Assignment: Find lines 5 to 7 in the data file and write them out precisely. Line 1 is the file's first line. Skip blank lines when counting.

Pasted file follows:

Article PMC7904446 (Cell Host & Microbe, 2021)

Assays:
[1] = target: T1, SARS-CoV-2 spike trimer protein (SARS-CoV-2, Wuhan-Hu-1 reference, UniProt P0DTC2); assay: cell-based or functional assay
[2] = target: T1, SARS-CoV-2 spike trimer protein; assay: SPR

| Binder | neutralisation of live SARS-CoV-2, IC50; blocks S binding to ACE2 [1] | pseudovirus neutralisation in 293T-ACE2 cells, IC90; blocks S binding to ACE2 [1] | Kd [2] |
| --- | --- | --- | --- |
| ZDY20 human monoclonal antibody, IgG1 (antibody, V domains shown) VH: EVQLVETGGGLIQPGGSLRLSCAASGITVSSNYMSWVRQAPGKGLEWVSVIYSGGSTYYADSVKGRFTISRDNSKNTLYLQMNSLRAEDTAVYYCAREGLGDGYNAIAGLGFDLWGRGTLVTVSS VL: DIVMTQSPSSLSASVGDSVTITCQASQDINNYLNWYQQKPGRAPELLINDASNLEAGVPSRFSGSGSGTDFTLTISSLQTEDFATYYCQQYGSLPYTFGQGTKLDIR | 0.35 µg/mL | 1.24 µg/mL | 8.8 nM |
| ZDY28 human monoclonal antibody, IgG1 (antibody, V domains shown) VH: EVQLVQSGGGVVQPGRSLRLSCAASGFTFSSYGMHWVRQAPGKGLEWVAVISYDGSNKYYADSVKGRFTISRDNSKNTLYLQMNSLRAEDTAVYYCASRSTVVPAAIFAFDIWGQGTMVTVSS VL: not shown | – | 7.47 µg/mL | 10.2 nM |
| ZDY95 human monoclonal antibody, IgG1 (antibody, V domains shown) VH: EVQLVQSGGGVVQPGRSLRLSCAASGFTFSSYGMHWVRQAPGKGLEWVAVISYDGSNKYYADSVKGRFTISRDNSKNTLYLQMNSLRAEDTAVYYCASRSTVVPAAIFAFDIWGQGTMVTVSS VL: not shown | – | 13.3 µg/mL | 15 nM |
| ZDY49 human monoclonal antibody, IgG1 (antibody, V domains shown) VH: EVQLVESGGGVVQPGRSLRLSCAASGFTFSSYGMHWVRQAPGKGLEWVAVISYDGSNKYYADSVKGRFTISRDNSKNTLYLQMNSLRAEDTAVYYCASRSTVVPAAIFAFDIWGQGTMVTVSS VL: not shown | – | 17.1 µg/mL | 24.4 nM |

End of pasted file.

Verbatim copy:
| Binder | neutralisation of live SARS-CoV-2, IC50; blocks S binding to ACE2 [1] | pseudovirus neutralisation in 293T-ACE2 cells, IC90; blocks S binding to ACE2 [1] | Kd [2] |
| --- | --- | --- | --- |
| ZDY20 human monoclonal antibody, IgG1 (antibody, V domains shown) VH: EVQLVETGGGLIQPGGSLRLSCAASGITVSSNYMSWVRQAPGKGLEWVSVIYSGGSTYYADSVKGRFTISRDNSKNTLYLQMNSLRAEDTAVYYCAREGLGDGYNAIAGLGFDLWGRGTLVTVSS VL: DIVMTQSPSSLSASVGDSVTITCQASQDINNYLNWYQQKPGRAPELLINDASNLEAGVPSRFSGSGSGTDFTLTISSLQTEDFATYYCQQYGSLPYTFGQGTKLDIR | 0.35 µg/mL | 1.24 µg/mL | 8.8 nM |